November is Lung Cancer Awareness Month. What better time to test your IQ about the leading cause of cancer deaths in the United States! Reportedly, it kills 1 in 15 people.
With a crazy presidential election and all the activity and drama in the White House, you may not have heard of Proclamation 9581, which on March 31st declared the month of April as National Cancer Control Month.
When it comes to cancer, what you don’t know can hurt you. And according to a recent survey from the American Institute for Cancer Research (AICR), it seems there’s a lot more many of us need to know -- like which lifestyle choices contribute to cancer and what we can do to reduce that risk.
Americans’ use of supplements has remained consistent over the years, with just over half saying they take supplements. But the supplements of choice are changing. A new study published in JAMA found that fewer Americans are taking a multivitamin, whereas vitamin D, fish oil and probiotic supplements are rising in popularity.
Coughing, wheezing and shortness of breath: For millions of people, asthma can be pretty unpleasant. In fact, about 7.4 percent of adults and 8.6 percent of children in the U.S. have asthma, the Centers for Disease Control reports. Treatment can include quick-relief medicines as well as long-term control medicines, but for those who wish there was something more they could do, there is hope! A recent study, featured in The Washington Post, shows vitamin D may help.
You may have heard about the health benefits of vitamin D before – for migraines, uterine fibroids, memory, hives, bone strength, mood and your immune system. But did you know research shows it may help prevent cancer as well? Researchers at the University of California, San Diego School of Medicine found that higher levels of vitamin D are associated with a reduced risk of cancer, ScienceDaily reports. The findings were recently published in PLOS ONE.
There are new studies every week, it seems, linking low vitamin D levels with various illnesses and diseases. And with deficiency being so widespread, it’s no wonder vitamin D sales are booming. But even with vitamin D, you can still have “too much of a good thing” and end up overdosing from taking too many supplements. Interestingly, you don’t have to worry about vitamin D overdose from sunshine exposure, because your skin stops making it from sunlight when there is enough. So, how much is too much vitamin D?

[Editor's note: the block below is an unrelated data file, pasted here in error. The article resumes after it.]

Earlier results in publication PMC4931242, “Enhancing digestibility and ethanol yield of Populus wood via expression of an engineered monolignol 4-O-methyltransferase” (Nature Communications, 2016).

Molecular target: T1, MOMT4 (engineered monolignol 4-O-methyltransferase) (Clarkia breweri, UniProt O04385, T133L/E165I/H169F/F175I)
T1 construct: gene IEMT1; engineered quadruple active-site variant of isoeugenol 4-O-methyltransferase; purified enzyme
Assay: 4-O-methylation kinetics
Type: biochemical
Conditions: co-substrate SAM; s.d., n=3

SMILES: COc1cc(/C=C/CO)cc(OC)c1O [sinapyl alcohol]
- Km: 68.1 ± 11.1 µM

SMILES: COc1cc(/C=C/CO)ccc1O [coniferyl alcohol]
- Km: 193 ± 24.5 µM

Are you still as mentally sharp as you used to be? Do you feel like you are more forgetful? Are you less decisive? If so, you may be experiencing what is called mild cognitive decline. Losing your wallet and finding it in the fridge may be funny the first time, but after a while, not so much. You rely on the people around you to remind you of something obvious. You miss appointments. Your work performance and personal relationships take a hit. You chalk it all up to stress and lament that a tropical vacation would resolve all your troubles.
Vitamin D: You know you need it, but where do you get it? Here’s your “sunshine vitamin” cheat sheet with quick facts you need to know about sun exposure, vitamin D-rich foods, recommendations and signs that you have too much D.
Hives, also known as urticaria, is an immune condition that affects about 20 percent of people at some point during their lives. The condition can be triggered by many substances or situations, and usually starts as an itchy patch of skin that turns into swollen red bumps.
Now that summer is here, you will likely be spending much more time in the sun. While the sun has many health-promoting benefits, such as vitamin D production, it can also lead to other undesirable effects, including sunburn and cancer.
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